Increased morbidity is correlated with earlier onset of disease and MPHD. Some symptoms of anterior pituitary dysfunction are summarised in the table.

Prolactin deficiency does not cause specific symptoms apart from a failure of lactation and hyperprolactinaemia is the more common abnormality seen. Hyperprolactinaemia may be secondary to a disruption of the hypothalamic pituitary connection with consequent lack of the normal dopamine suppression of prolactin.

Hyperprolactinaemia can cause breast congestion, galactorrhoea, oligomenorrhoea, secondary amenorrhoea, loss of libido, and sexual dysfunction.

Posterior pituitary dysfunction typically causes polydipsia and polyuria, resulting in weight loss, dehydration, hypernatraemia and renal impairment if untreated.

Symptoms that are variable or are mainly confined to the daytime are less consistent with a diagnosis of cranial DI (vasopressin deficiency).

Failure of lactation (the only symptom of oxytocin deficiency) may be one of the first indicators of post-partum pituitary insufficiency (Sheehan's syndrome).

SIGNS AND SYMPTOMS
Hormones affected Signs and symptoms
Hypoadrenalism Postural symptoms, hypoglycaemia, hypotension and
shock, hypothermia, asthenia, poor appetite and
weight loss
Hypothyroidism Low energy, fatigue, constipation, dry skin, hair
loss and cold intolerance
Hypogonadism Low libido/impotence, low energy, hot flushes,
reduced body hair (men), amenorrhoea/
olgiomenorrhoea, poor breast development, atrophy
and dyspareunia
Growth hormone Poor growth in children, poor concentration and
memory, fatigue and somnolence
Primary pathology related Headaches, double vision, weight loss, night
related sweats, visual field defects, nasopharyngeal
symptoms and neurological deficits

Investigations and diagnosis
Once pituitary insufficiency is suspected, then along with an examination which includes assessment of secondary sexual characteristics, investigations should include visual field testing and 'baseline' pituitary function: free thyroxine (fT4), TSH, prolactin, FSH, LH, estradiol (women), 9am testosterone (men), insulin-like growth factor 1 (IGF-1), and a 9am cortisol and/or synacthen test.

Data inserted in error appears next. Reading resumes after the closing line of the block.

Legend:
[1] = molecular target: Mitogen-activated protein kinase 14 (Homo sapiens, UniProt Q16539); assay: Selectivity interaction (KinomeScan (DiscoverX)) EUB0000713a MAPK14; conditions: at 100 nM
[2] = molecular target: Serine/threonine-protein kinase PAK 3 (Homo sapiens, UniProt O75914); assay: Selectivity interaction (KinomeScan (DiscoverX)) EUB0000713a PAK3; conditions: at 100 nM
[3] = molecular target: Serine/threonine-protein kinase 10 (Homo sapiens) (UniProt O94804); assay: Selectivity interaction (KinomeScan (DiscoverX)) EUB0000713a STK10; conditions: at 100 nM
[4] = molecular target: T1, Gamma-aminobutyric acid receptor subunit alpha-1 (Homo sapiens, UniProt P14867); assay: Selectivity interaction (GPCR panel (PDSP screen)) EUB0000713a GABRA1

It is crucial to assess fT4, as TSH can be misleadingly 'normal'. It is important to be aware of the circadian rhythmicity of various hormones when arranging and interpreting tests and to appreciate that in hypopituitarism of acute onset early testing may be falsely reassuring.

Further dynamic testing is frequently indicated and early specialist input supports the selection and validity of testing.

Additional tests for the pituitary and to screen for underlying systemic disease include paired serum/urine osmolality and U&Es (hyponatraemia, DI); haemochromatosis-serum ferritin, sarcoid-serum ACE, Wegener's; MRI of the pituitary; an assessment of bone density (hypogonadism, GH deficiency, Cushing's disease or iatrogenic over-replacement of thyroid or adrenal axes); abdominal/pelvic ultrasound (fatty liver, gallstones, ascites, uterine and adnexal pathology); echocardiography (increased cardiovascular disease in acromegaly or possible increased risk of cardiac valvular fibrosis - long-term high dose dopamine agonist therapy), and colonoscopy (in acromegaly due to increased risk of colonic polyps and neoplasia).

Section 3: Managing the condition

The rationale behind HRT is to minimise morbidity, reduce long-term complications and to ensure good outcomes during fertility therapy, pregnancy and major illness or surgery.

In general, the relevant target hormone is replaced rather than the specific pituitary component of the feedback cycle. Patient choice and education is an integral feature of good management.

Steroid replacement

  • Prompt replacement is essential as any significant deficiency is life-threatening.